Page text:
Friday, November 25, 2016
Thoughts on Doing Recent Automotive History
A large percentage of what might be called “buff” automotive history focuses on one particular model or brand. This work goes into extreme detail and satisfies hobby car owners who relish pointing out subtle features and alterations. However, examining an automobile’s history without placing it in a critical historical human context is fraught with distortion. Such an isolated study can become nothing more than an exercise of limited explanatory power and less than satisfying to a broader audience. How do older enthusiasts interest a younger generation who might follow them into the car collecting hobby? Not by writing pedantic books and articles on carburetors and spark plugs.
Integrative forays can prove as wide-angle windows into the human and societal past. For example, probing into how car culture reflects, anticipates, or follows the political, social, and economic environment can lead to powerful explanations about everyday life. Bringing a large number of varied sources to a story adds dimensionally to any history. Chronology, location, and deep knowledge about a broadly construed topic matters. It is one thing to write scissors and paste history, yet another just to repackage what others have written without batting a critical eye.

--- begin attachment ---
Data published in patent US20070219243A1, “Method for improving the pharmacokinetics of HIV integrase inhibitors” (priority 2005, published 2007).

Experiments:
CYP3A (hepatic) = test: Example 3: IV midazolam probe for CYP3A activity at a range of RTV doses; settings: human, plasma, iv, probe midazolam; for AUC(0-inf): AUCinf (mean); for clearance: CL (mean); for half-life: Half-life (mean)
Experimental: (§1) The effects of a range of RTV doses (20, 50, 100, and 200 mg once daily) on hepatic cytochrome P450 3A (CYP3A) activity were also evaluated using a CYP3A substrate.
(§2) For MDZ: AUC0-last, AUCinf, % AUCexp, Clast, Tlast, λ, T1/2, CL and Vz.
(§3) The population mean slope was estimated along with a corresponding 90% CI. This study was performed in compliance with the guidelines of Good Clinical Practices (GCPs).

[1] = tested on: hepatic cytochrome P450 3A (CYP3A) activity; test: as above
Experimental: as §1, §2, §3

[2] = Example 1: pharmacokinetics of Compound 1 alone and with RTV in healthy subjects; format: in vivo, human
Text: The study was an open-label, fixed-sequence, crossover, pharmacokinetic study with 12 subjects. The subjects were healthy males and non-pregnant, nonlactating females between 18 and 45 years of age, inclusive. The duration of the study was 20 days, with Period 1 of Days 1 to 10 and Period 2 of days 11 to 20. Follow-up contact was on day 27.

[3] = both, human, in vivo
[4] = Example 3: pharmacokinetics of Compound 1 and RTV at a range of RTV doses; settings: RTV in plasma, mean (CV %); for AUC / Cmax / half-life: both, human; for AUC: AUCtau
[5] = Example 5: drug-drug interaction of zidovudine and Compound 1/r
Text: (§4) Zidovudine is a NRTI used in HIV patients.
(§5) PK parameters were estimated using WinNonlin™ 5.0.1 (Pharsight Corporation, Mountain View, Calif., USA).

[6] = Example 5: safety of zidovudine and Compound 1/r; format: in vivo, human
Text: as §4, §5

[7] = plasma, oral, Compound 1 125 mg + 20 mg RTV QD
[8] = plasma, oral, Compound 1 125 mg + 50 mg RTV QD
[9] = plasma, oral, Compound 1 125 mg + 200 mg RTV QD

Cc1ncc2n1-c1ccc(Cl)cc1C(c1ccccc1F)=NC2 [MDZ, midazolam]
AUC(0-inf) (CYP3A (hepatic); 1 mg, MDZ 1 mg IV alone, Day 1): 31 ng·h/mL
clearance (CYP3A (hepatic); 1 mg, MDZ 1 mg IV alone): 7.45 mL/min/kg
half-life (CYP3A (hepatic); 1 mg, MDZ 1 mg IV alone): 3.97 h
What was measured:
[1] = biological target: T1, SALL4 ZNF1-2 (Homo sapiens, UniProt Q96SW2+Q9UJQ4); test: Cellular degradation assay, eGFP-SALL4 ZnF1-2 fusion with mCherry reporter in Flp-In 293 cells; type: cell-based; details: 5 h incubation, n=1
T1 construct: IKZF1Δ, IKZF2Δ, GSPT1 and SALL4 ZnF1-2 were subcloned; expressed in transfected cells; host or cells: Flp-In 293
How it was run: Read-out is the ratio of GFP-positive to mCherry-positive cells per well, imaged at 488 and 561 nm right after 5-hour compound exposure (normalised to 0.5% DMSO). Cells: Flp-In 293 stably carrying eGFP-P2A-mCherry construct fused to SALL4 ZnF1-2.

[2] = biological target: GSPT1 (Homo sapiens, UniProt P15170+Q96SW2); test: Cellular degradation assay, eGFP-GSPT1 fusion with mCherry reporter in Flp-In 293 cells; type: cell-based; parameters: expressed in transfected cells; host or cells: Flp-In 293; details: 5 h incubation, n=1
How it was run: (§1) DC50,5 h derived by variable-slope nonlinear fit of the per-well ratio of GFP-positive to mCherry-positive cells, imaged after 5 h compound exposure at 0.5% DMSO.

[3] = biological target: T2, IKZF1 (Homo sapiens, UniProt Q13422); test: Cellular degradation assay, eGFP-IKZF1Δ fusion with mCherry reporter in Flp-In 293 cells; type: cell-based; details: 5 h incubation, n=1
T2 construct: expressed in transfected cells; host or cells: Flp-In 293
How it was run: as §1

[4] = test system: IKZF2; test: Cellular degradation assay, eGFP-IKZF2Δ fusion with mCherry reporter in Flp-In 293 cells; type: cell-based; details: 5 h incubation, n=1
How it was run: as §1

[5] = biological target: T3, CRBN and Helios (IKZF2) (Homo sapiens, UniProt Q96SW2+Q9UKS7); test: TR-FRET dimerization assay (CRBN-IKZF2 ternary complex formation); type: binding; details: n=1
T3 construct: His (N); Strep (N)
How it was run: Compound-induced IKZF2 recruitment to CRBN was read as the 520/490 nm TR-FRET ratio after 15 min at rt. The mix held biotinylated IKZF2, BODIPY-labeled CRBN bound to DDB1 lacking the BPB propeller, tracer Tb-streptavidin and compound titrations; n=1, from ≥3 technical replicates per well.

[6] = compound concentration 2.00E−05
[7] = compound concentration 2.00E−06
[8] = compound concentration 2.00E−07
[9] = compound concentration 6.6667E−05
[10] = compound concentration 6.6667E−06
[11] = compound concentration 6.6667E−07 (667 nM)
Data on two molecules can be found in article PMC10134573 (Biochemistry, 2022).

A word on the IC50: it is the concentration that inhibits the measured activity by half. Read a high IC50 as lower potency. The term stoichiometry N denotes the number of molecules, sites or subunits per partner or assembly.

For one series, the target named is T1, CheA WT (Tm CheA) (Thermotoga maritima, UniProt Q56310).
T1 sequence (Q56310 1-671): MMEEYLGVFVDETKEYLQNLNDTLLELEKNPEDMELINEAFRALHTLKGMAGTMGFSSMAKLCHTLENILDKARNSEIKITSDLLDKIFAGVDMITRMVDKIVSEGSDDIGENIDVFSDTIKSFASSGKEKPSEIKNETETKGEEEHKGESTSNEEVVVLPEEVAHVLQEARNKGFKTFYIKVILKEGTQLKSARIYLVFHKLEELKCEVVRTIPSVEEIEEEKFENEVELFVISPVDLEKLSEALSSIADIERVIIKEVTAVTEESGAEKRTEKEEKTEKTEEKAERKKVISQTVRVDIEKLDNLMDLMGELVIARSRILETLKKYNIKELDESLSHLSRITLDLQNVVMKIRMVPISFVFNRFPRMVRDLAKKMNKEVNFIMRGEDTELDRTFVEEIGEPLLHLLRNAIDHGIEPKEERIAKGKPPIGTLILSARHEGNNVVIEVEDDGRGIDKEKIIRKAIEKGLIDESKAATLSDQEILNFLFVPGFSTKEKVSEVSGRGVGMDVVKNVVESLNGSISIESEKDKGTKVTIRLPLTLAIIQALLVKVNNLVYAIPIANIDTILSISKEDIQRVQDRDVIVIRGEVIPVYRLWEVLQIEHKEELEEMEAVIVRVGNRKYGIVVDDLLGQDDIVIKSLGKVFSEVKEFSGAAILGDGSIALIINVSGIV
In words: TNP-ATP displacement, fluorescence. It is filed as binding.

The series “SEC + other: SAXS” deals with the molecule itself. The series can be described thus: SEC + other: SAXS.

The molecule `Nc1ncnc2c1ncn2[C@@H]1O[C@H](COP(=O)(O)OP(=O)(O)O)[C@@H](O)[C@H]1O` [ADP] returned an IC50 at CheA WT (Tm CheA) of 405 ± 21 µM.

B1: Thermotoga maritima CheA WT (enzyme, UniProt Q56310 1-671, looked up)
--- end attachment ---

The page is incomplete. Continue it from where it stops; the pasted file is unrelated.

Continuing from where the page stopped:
The dynamic structure of the automobile industry, its geographical locus of activities, management-union relationships, assembly line processes, government oversight, market dynamics, consumer preferences, and the products themselves have all changed dramatically during the past thirty-five years. Car culture(s) remains of general interest; but profound generational, regional, social, and economic differences related to the so-called “love affair” with the automobile exist. For example, in the Dayton, Ohio, area where I live, on any summer Friday night gray-haired men and a few of their wives gather around hot rods and cars from the 1950s and 1960s at a defunct car dealership lot. The next morning a very different group – mostly young people with their wives and girl friends and middle-aged upper middle-class enthusiasts -- meet for cars and coffee at an upscale suburban shopping village to look at tuners, newer sports cars, and a few odds and ends. Further, a large number of urban millenials avoid cars or at least love of the car, altogether. Having moved back to the heart of Dayton, they find entertainment in the historical Oregon District or downtown, and status in the cell phones they own. Every region and community has its own sui generis car culture, lived out quite distinctively.